## Sunday, August 4, 2013

### Absolute positioning with Oculus Rift development kit

After incorporating support for Oculus Rift into our Outerra tech demo (see the Outerra + Oculus Rift Test 2 - MiG 29 flight video), I've been pondering about a possibility to add absolute positional tracking to the Oculus Rift devkit. During the forum discussions about the support for FreeTrack/FaceTrackNoIR/opentrack in Outerra, Stanisław Halik, one of the opentrack developers, pointed me to ArUco.

ArUco is a library built on top of OpenCV, providing the ability to analyze video image and detect coded markers an their positional information. ArUco supports up to 1024 different markers, that are encoded in a 5x5 grid. ArUco tracker is supported in recent builds of opentrack, so I could use it with our recently added support for FreeTrack protocol.

For my tests I picked the marker code 787, printed it and stuck it on the Rift.

Using a recent build of opentrack (≥ opentrack-20130803), and a video camera (tested with Logitech C270 and an older Sonix SN9C201 camera) with FreeTrack protocol output I managed to get the positional tracking working in addition to the Rift tracker, with only a few minor changes required to our FT client implementation.

Here's a short video showing the augmented Rift tracking in action:

A couple of notes:
• the added positional tracking definitely helps with the dizziness, the brain doesn't get confused by the missing degree of motion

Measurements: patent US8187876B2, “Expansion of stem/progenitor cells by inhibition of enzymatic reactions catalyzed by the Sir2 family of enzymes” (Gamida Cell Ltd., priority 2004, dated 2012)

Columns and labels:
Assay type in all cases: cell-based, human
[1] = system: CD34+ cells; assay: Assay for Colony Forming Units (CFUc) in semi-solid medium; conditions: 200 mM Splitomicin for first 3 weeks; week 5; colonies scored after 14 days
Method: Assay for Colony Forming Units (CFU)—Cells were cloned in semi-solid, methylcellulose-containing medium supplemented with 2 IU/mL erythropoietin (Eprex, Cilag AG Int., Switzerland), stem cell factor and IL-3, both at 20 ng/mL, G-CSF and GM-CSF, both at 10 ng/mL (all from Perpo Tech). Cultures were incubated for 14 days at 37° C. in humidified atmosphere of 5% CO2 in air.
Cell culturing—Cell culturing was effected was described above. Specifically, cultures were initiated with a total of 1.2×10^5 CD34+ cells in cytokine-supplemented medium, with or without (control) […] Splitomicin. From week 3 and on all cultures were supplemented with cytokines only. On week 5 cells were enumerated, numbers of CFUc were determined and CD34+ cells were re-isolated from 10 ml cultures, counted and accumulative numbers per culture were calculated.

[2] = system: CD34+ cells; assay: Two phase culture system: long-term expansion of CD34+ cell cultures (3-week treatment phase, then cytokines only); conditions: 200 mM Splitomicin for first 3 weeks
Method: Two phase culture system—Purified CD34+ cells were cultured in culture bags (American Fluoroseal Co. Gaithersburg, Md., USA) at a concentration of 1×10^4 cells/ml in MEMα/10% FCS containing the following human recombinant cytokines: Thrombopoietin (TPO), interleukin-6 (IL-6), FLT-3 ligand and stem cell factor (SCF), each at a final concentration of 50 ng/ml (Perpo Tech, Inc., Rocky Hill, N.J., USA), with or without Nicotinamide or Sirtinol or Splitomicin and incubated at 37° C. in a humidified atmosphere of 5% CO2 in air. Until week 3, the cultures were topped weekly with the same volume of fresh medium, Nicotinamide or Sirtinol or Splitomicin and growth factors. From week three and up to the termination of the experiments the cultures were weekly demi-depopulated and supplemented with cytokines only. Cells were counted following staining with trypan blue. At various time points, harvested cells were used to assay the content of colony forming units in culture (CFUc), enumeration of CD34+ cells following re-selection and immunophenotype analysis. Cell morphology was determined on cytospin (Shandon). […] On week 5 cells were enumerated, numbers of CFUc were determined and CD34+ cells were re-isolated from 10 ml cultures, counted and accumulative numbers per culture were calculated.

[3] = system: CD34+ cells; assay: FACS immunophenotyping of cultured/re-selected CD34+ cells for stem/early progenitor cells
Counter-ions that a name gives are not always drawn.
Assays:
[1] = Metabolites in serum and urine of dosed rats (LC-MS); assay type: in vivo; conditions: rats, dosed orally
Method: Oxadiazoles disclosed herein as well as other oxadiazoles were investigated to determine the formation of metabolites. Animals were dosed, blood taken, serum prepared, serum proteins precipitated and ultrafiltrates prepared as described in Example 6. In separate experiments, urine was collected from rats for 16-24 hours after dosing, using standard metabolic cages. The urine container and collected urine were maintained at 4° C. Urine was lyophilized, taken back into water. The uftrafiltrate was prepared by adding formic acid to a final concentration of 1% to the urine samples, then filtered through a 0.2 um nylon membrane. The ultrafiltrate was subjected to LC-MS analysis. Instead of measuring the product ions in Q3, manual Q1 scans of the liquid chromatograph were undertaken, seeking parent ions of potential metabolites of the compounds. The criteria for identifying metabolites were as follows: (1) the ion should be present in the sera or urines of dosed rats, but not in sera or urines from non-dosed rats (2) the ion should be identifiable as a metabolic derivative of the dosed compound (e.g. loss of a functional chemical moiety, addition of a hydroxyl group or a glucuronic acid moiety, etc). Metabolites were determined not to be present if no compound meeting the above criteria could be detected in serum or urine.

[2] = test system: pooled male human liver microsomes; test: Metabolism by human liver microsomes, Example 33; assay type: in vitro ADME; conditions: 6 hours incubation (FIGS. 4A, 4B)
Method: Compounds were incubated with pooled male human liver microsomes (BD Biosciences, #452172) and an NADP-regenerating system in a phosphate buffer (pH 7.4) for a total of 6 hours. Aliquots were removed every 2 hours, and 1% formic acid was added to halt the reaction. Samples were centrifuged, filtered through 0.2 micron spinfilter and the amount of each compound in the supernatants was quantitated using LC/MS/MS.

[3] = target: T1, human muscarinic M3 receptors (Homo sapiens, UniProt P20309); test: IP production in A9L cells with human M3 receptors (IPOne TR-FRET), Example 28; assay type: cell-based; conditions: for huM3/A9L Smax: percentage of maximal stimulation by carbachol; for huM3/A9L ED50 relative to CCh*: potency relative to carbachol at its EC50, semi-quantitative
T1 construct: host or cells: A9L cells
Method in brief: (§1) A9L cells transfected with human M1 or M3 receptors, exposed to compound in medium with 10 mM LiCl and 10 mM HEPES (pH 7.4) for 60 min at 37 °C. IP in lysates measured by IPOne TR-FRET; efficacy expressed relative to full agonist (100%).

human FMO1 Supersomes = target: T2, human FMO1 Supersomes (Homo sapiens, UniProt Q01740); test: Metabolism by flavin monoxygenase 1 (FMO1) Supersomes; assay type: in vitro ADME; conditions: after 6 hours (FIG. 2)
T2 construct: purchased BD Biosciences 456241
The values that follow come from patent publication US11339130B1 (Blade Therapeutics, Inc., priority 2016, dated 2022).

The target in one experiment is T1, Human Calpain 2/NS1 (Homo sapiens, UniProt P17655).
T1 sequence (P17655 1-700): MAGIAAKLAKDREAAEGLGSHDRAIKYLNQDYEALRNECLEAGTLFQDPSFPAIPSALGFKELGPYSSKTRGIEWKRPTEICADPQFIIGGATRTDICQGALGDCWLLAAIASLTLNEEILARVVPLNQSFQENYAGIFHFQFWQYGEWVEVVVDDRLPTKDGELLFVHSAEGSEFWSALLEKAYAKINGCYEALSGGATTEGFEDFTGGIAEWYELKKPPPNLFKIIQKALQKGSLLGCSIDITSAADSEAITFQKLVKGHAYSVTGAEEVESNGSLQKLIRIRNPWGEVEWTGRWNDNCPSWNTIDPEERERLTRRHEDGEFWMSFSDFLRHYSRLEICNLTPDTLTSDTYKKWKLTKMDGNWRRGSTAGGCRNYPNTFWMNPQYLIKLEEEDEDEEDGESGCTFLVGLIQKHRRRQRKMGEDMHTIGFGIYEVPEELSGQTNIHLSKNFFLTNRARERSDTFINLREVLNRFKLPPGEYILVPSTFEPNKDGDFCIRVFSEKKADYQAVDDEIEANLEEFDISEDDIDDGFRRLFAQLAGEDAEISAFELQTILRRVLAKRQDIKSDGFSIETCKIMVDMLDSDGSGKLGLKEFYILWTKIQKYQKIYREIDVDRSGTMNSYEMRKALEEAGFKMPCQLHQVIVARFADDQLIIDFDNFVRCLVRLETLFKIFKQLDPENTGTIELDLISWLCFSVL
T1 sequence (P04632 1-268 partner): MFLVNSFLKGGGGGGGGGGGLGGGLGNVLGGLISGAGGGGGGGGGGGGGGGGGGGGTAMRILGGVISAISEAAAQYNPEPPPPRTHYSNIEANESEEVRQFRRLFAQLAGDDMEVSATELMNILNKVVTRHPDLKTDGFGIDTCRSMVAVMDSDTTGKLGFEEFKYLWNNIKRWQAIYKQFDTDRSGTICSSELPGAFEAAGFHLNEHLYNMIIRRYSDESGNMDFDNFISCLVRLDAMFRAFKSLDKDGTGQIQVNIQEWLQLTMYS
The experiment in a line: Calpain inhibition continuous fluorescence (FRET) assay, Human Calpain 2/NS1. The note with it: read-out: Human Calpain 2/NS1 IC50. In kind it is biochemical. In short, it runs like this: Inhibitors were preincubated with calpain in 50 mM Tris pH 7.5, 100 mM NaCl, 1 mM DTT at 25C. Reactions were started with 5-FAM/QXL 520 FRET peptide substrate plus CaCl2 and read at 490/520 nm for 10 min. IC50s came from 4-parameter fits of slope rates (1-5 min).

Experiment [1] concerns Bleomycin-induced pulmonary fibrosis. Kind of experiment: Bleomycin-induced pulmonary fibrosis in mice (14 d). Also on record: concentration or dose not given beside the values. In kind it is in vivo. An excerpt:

• currently the positional tracking does not use any filtering, resulting in occasional oscillation
• ArUco in opentrack is currently quite sensitive to lighting conditions, bright parts of captured image outside of the marker can break the detection
• when opentrack loses the track of the marker, camera stays on the last position, and after the position info is regained, the camera may suddenly jump into a new position
In Outerra the positional tracking is automatically used whenever a FreeTrack source is detected, and that means that any tracker plugin that provides the positional info will work with the Rift. I have personally tried it also with a 3-LED cap, but in combination with bulky Rift it's a bit impractical.

With ArUco marker the usage is very simple, but it has to be made more robust. Some ideas for enhancement:
• using multiple markers - ArUco can detect an array of markers, so there can be multiple ones covering also the sides, that would not lose track when you turn your head to the sides
• direct integration of ArUco - simplifying the setup even more
• ultimately it would be best to use the info from Rift's accelerometer to capture the positional movement dynamics, and use the absolute positional info from the auxiliary tracker just to correct the drift

Since only the positional information is needed from the tracker, the simplest and probably the most robust implementation of a positional tracker would be adding just 2 wide-angle LEDs on the Rift, and using the point tracker plugin with it. Point light from the LEDs will be strong enough to overcome the problems of detection in various lighting conditions. However, it would require a small modification of the Rift.

Steps to set it up with Outerra:
• print one of the ArUco markers (or print the 787 marker used here)